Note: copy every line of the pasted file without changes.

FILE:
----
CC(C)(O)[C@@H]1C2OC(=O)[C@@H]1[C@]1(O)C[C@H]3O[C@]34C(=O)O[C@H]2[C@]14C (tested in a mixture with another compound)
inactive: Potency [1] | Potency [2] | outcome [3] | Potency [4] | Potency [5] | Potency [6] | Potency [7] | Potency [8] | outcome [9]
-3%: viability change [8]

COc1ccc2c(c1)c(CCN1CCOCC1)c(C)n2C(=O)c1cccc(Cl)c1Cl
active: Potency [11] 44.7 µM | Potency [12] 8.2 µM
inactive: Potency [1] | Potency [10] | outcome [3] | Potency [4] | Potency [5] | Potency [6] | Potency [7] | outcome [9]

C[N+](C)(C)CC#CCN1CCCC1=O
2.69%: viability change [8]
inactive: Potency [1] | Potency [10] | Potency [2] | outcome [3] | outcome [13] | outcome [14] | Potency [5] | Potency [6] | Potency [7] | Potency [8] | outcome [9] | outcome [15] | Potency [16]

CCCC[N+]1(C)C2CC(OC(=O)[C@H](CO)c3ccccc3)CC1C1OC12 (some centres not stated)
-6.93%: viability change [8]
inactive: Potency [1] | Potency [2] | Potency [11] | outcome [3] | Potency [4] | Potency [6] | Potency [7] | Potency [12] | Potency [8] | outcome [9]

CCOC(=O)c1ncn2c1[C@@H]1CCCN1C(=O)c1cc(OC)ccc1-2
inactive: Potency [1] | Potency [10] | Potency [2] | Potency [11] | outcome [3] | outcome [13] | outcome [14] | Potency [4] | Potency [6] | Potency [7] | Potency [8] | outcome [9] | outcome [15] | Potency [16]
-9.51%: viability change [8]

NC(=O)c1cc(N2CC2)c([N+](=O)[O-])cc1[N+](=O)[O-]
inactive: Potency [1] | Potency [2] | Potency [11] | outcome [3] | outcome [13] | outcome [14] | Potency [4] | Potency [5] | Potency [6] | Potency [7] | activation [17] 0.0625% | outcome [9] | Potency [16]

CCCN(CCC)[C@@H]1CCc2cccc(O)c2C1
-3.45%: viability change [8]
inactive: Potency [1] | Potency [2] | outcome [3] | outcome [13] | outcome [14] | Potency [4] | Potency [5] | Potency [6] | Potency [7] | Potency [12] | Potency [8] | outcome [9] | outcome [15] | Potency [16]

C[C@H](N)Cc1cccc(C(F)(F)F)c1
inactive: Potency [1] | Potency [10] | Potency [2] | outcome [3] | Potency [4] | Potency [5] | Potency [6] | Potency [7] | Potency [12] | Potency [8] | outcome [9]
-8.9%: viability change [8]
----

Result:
CC(C)(O)[C@@H]1C2OC(=O)[C@@H]1[C@]1(O)C[C@H]3O[C@]34C(=O)O[C@H]2[C@]14C (tested in a mixture with another compound)
inactive: Potency [1] | Potency [2] | outcome [3] | Potency [4] | Potency [5] | Potency [6] | Potency [7] | Potency [8] | outcome [9]
-3%: viability change [8]

COc1ccc2c(c1)c(CCN1CCOCC1)c(C)n2C(=O)c1cccc(Cl)c1Cl
active: Potency [11] 44.7 µM | Potency [12] 8.2 µM
inactive: Potency [1] | Potency [10] | outcome [3] | Potency [4] | Potency [5] | Potency [6] | Potency [7] | outcome [9]

C[N+](C)(C)CC#CCN1CCCC1=O
2.69%: viability change [8]
inactive: Potency [1] | Potency [10] | Potency [2] | outcome [3] | outcome [13] | outcome [14] | Potency [5] | Potency [6] | Potency [7] | Potency [8] | outcome [9] | outcome [15] | Potency [16]

CCCC[N+]1(C)C2CC(OC(=O)[C@H](CO)c3ccccc3)CC1C1OC12 (some centres not stated)
-6.93%: viability change [8]
inactive: Potency [1] | Potency [2] | Potency [11] | outcome [3] | Potency [4] | Potency [6] | Potency [7] | Potency [12] | Potency [8] | outcome [9]

CCOC(=O)c1ncn2c1[C@@H]1CCCN1C(=O)c1cc(OC)ccc1-2
inactive: Potency [1] | Potency [10] | Potency [2] | Potency [11] | outcome [3] | outcome [13] | outcome [14] | Potency [4] | Potency [6] | Potency [7] | Potency [8] | outcome [9] | outcome [15] | Potency [16]
-9.51%: viability change [8]

NC(=O)c1cc(N2CC2)c([N+](=O)[O-])cc1[N+](=O)[O-]
inactive: Potency [1] | Potency [2] | Potency [11] | outcome [3] | outcome [13] | outcome [14] | Potency [4] | Potency [5] | Potency [6] | Potency [7] | activation [17] 0.0625% | outcome [9] | Potency [16]

CCCN(CCC)[C@@H]1CCc2cccc(O)c2C1
-3.45%: viability change [8]
inactive: Potency [1] | Potency [2] | outcome [3] | outcome [13] | outcome [14] | Potency [4] | Potency [5] | Potency [6] | Potency [7] | Potency [12] | Potency [8] | outcome [9] | outcome [15] | Potency [16]

C[C@H](N)Cc1cccc(C(F)(F)F)c1
inactive: Potency [1] | Potency [10] | Potency [2] | outcome [3] | Potency [4] | Potency [5] | Potency [6] | Potency [7] | Potency [12] | Potency [8] | outcome [9]
-8.9%: viability change [8]